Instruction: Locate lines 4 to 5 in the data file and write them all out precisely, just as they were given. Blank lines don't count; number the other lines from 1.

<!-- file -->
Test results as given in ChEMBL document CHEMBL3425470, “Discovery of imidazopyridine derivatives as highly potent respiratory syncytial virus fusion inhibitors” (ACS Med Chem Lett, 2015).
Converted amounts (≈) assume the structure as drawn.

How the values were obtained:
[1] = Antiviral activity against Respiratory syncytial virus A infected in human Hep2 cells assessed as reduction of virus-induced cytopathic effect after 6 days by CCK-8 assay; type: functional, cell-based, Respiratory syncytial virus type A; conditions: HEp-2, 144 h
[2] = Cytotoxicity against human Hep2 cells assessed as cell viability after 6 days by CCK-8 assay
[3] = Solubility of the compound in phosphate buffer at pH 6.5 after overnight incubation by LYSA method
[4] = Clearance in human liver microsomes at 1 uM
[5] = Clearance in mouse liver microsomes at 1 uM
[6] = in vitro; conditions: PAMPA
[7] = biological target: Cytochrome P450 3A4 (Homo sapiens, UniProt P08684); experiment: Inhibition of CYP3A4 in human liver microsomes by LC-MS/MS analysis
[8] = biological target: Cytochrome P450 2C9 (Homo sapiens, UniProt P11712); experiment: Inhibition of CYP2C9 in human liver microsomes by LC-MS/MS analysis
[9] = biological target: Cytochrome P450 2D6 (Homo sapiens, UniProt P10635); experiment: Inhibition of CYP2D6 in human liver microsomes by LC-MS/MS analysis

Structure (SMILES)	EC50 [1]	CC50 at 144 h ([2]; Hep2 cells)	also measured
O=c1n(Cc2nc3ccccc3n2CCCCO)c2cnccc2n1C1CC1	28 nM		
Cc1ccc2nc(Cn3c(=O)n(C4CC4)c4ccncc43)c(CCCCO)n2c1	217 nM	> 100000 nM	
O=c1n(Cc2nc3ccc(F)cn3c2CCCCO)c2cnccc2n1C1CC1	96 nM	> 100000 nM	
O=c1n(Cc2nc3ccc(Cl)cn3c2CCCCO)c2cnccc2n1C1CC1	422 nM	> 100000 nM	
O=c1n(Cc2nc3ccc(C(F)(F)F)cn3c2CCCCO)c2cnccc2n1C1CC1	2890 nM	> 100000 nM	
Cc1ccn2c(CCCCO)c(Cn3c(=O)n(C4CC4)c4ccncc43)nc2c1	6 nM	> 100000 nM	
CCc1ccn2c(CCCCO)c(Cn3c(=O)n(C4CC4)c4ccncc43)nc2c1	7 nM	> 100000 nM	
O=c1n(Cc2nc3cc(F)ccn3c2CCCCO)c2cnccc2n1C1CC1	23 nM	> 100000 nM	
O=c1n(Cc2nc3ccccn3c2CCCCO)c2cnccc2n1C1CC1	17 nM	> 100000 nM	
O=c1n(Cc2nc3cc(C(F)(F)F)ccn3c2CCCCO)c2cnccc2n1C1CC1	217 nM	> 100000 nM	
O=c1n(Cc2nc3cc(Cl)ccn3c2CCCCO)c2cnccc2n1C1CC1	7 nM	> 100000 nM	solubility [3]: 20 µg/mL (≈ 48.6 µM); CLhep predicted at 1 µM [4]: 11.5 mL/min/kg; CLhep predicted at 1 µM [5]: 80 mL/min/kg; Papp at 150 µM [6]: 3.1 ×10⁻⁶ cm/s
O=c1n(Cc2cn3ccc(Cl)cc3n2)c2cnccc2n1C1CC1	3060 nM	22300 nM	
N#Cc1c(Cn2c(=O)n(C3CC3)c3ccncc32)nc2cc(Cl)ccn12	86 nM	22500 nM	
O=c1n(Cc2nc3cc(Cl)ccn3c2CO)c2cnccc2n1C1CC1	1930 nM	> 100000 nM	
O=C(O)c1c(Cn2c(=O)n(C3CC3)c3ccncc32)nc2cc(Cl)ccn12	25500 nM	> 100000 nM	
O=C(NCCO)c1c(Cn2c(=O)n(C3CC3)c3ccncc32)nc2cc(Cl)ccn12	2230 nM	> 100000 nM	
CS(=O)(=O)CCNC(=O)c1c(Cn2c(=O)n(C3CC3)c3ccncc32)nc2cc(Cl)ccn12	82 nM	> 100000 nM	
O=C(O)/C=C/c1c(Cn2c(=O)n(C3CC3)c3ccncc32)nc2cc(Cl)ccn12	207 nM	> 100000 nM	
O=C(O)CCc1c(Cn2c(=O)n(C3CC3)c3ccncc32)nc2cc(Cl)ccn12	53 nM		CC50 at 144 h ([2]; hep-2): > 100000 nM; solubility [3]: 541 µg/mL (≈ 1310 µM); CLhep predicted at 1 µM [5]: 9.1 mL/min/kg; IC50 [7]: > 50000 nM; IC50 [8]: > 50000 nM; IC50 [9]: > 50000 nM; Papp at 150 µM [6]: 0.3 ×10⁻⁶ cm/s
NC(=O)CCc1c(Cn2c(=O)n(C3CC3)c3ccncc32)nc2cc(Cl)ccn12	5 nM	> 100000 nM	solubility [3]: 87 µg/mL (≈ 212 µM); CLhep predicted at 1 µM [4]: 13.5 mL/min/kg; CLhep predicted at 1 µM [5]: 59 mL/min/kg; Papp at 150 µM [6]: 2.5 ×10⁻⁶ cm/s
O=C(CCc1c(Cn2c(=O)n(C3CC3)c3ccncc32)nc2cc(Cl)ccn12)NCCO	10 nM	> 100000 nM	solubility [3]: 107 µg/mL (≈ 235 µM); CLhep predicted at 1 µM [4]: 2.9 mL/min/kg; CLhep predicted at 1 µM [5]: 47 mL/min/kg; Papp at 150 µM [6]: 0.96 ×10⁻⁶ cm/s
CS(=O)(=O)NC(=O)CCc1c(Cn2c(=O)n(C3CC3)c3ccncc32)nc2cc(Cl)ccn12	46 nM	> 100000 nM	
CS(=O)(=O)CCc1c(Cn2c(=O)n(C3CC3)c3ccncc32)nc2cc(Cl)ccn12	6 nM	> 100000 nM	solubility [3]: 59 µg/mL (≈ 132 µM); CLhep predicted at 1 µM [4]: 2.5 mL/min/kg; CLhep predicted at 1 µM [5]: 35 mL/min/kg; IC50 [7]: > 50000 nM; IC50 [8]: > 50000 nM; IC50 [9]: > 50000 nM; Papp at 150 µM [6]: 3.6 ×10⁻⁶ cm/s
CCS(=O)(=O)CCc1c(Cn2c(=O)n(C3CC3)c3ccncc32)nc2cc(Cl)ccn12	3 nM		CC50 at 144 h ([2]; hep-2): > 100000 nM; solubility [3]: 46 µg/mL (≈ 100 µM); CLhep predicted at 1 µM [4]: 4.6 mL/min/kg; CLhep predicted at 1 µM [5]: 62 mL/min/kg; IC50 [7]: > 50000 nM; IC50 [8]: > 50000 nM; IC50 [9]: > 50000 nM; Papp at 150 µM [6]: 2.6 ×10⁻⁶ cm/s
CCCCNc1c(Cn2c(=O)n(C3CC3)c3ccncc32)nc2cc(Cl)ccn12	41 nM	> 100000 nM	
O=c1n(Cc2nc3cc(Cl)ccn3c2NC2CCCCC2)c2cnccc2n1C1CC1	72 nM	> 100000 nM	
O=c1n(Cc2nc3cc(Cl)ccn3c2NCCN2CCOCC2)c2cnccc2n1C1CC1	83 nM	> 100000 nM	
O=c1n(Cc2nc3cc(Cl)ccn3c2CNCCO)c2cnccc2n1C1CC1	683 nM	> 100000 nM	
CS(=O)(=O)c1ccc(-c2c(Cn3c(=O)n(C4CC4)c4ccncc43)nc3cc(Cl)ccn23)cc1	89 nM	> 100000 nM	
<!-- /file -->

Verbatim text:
[1] = Antiviral activity against Respiratory syncytial virus A infected in human Hep2 cells assessed as reduction of virus-induced cytopathic effect after 6 days by CCK-8 assay; type: functional, cell-based, Respiratory syncytial virus type A; conditions: HEp-2, 144 h
[2] = Cytotoxicity against human Hep2 cells assessed as cell viability after 6 days by CCK-8 assay